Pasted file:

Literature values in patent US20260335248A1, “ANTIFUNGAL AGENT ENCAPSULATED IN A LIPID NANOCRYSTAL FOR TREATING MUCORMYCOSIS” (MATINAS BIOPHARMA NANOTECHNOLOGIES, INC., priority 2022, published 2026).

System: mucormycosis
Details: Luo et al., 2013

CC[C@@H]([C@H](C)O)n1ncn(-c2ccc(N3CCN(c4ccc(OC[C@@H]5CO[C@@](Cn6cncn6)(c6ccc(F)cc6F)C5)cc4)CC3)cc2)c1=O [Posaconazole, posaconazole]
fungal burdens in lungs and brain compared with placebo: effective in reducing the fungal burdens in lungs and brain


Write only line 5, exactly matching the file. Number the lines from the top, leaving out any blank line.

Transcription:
fungal burdens in lungs and brain compared with placebo: effective in reducing the fungal burdens in lungs and brain